We have marketed a veterinary hematology instrument under the name VetScan HM5 since September 2007.  The VetScan HM5 offers a 22-parameter complete blood count (“CBC”) analysis, including a five-part differential cell counter specifically designed for veterinary applications.  We also market the VetScan HM2, a veterinary hematology instrument that offers an 18-parameter CBC analysis, including a three-part white blood cell differential, marketed originally as the VetScan HMII.  We currently purchase these hematology instruments from Diatron MI PLC (“Diatron”) of Budapest, Hungary.  Through April 2004, we marketed a veterinary hematology instrument under the name VetScan HMT.  We continue to support and service our current population of VetScan HM5, VetScan HM2, VetScan HMII and VetScan HMT hematology instruments.  We also market reagent kits to be used with our hematology instruments which we currently purchase from two suppliers:  Clinical Diagnostic Solutions, Inc. and Diatron.
 

Coagulation and Specialty

We have marketed a veterinary coagulation and specialty analyzer under the name VetScan VSpro since January 2009.  The VetScan VSpro assists in the diagnosis and evaluation of suspected bleeding disorders, toxicity/poisoning, evaluation of disseminated intravascular coagulation, hepatic disease and in monitoring therapy and the progression of disease states.  The point-of-care coagulation and specialty analyzer is offered with a combination assay (PT/aPTT test cartridge) for canine and feline testing.  In December 2010, we introduced the VetScan VSpro Fibrinogen Test, to provide quantitative in-vitro determination of fibrinogen levels in equine platelet poor plasma from a citrated stabilized whole blood sample.  The VetScan VSpro Fibrinogen Test is designed for use with the VSpro coagulation and specialty analyzer.  We currently purchase the coagulation and specialty analyzers and related cartridges from Scandinavian Micro Biodevices APS (“SMB”) of Farum, Denmark.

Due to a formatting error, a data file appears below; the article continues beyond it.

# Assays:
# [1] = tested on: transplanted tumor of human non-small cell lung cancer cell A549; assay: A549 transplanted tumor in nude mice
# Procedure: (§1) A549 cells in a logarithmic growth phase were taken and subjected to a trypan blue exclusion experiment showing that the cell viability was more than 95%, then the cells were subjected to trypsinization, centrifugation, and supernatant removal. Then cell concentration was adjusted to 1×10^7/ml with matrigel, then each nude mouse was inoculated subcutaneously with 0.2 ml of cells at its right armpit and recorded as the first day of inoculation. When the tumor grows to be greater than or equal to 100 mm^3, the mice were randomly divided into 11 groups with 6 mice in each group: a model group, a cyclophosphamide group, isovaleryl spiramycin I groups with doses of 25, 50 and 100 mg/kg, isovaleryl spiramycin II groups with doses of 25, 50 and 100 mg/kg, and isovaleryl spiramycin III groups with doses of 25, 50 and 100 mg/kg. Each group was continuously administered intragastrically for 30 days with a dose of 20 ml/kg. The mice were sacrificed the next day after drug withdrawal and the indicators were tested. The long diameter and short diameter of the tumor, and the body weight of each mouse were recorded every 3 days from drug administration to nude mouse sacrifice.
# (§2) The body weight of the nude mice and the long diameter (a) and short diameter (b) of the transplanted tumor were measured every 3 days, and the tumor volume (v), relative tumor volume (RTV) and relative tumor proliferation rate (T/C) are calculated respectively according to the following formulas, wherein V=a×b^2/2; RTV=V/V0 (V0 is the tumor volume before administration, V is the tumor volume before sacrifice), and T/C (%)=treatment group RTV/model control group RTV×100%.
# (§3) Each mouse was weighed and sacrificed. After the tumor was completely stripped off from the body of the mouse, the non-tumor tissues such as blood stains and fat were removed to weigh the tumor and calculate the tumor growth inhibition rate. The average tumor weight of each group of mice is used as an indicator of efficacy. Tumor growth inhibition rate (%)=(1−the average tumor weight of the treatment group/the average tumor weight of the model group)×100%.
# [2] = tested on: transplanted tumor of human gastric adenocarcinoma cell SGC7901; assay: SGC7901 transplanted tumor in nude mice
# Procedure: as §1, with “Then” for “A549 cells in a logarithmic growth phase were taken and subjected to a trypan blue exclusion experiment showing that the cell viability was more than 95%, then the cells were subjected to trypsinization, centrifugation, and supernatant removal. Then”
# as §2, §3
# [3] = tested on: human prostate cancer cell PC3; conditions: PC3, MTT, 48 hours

i-STAT

We have marketed i-STAT instruments and related cartridges in the veterinary market since fiscal 2010.  The VetScan i-STAT 1 delivers blood gas, electrolyte, basic blood chemistry and hematology results in minutes from two drops of whole blood.  In May 2009, we entered into an exclusive agreement with Abbott Point of Care Inc. (“Abbott”), granting us the right to sell and distribute Abbott’s i-STAT® 1 handheld instrument and associated consumables for blood gas, electrolyte, basic blood chemistry and immunoassay testing in the animal health care market worldwide.

Rapid Tests

In the veterinary market, our VetScan Rapid Test product line consists of individual rapid tests that aid in the detection of various specific diseases.  We offer the following VetScan Rapid Tests, which deliver easy to read results in approximately ten minutes, as described below.

·
Canine Heartworm Rapid Test:  In January 2009, we introduced the VetScan Canine Heartworm Rapid Test, a highly sensitive and specific test for the detection of Dirofilaria immitis in canine whole blood, serum or plasma.  The lateral flow immunoassay technology in the canine heartworm rapid tests provides immediate results.
 
·
Canine Parvovirus Rapid Test:  In March 2011, we introduced the VetScan Canine Parvovirus Rapid Test, a qualitative test for the detection of canine parvovirus antigen in feces.  The VetScan Canine Parvovirus Rapid Test uses a unique combination of monoclonal antibodies that provides the detection of parvovirus antigen, allowing the veterinarian to screen for and diagnose the infection.
 
·
Giardia Rapid Test:  In May 2011, we introduced the VetScan Giardia Rapid Test, which detects giardiasis, a gastrointestinal infection caused by the protozoan parasite Giardia.  Symptoms of Giardia infection include diarrhea and weight loss and infection is also more common in younger pets.
 
·
Canine Lyme Rapid Test:  In March 2012, we introduced the VetScan Canine Lyme Rapid Test, which detects Borrelia burgdorferi in canine whole blood, serum or plasma.

Abaxis Veterinary Reference Laboratories

We began developing Abaxis Veterinary Reference Laboratories (“AVRL”), a full-service veterinary laboratory testing facility based in Olathe, Kansas during fiscal 2011, based on a strategic alliance we established with Kansas State University, K-State Veterinary Diagnostic Lab and a commercial affiliate of Kansas State University, the National Institute for Strategic Technology Acquisition and Commercialization.  In October 2011, AVRL began providing veterinary reference laboratory diagnostic and consulting services for veterinarians in the United States.  AVRL also focuses on providing specialty and esoteric testing and analysis.  This service complements our full suite of on-site laboratory instrumentation and rapid diagnostics for in hospital routine, critical care and emergency medicine laboratory needs.